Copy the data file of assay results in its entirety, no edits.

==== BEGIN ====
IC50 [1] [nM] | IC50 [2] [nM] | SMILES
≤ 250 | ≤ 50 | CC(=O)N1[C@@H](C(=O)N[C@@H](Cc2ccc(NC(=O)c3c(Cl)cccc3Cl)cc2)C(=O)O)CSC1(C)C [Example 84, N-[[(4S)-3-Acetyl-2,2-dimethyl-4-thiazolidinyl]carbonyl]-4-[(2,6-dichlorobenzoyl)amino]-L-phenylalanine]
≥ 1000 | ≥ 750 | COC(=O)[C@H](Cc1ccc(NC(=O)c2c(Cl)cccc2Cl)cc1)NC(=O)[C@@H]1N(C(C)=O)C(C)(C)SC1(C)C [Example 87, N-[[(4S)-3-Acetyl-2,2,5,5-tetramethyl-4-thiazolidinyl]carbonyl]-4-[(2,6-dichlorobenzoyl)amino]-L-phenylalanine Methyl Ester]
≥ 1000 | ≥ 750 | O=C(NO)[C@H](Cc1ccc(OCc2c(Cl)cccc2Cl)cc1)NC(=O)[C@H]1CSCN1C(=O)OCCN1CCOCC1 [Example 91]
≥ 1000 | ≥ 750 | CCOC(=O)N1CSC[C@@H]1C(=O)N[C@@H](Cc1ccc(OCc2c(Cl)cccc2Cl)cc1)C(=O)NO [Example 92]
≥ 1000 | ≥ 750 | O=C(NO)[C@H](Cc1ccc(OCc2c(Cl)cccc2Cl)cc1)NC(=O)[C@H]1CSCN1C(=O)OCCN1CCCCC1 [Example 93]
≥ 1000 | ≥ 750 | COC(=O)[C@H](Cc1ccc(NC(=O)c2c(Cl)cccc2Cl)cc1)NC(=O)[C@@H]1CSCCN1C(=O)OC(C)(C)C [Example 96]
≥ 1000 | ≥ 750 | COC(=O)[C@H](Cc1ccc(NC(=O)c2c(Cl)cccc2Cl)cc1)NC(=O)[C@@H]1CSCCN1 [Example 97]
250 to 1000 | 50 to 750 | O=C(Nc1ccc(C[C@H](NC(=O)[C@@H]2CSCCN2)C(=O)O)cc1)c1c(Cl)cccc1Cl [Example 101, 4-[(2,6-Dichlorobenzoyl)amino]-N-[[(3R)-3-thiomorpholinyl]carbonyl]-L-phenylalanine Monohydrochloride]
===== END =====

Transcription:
IC50 [1] [nM] | IC50 [2] [nM] | SMILES
≤ 250 | ≤ 50 | CC(=O)N1[C@@H](C(=O)N[C@@H](Cc2ccc(NC(=O)c3c(Cl)cccc3Cl)cc2)C(=O)O)CSC1(C)C [Example 84, N-[[(4S)-3-Acetyl-2,2-dimethyl-4-thiazolidinyl]carbonyl]-4-[(2,6-dichlorobenzoyl)amino]-L-phenylalanine]
≥ 1000 | ≥ 750 | COC(=O)[C@H](Cc1ccc(NC(=O)c2c(Cl)cccc2Cl)cc1)NC(=O)[C@@H]1N(C(C)=O)C(C)(C)SC1(C)C [Example 87, N-[[(4S)-3-Acetyl-2,2,5,5-tetramethyl-4-thiazolidinyl]carbonyl]-4-[(2,6-dichlorobenzoyl)amino]-L-phenylalanine Methyl Ester]
≥ 1000 | ≥ 750 | O=C(NO)[C@H](Cc1ccc(OCc2c(Cl)cccc2Cl)cc1)NC(=O)[C@H]1CSCN1C(=O)OCCN1CCOCC1 [Example 91]
≥ 1000 | ≥ 750 | CCOC(=O)N1CSC[C@@H]1C(=O)N[C@@H](Cc1ccc(OCc2c(Cl)cccc2Cl)cc1)C(=O)NO [Example 92]
≥ 1000 | ≥ 750 | O=C(NO)[C@H](Cc1ccc(OCc2c(Cl)cccc2Cl)cc1)NC(=O)[C@H]1CSCN1C(=O)OCCN1CCCCC1 [Example 93]
≥ 1000 | ≥ 750 | COC(=O)[C@H](Cc1ccc(NC(=O)c2c(Cl)cccc2Cl)cc1)NC(=O)[C@@H]1CSCCN1C(=O)OC(C)(C)C [Example 96]
≥ 1000 | ≥ 750 | COC(=O)[C@H](Cc1ccc(NC(=O)c2c(Cl)cccc2Cl)cc1)NC(=O)[C@@H]1CSCCN1 [Example 97]
250 to 1000 | 50 to 750 | O=C(Nc1ccc(C[C@H](NC(=O)[C@@H]2CSCCN2)C(=O)O)cc1)c1c(Cl)cccc1Cl [Example 101, 4-[(2,6-Dichlorobenzoyl)amino]-N-[[(3R)-3-thiomorpholinyl]carbonyl]-L-phenylalanine Monohydrochloride]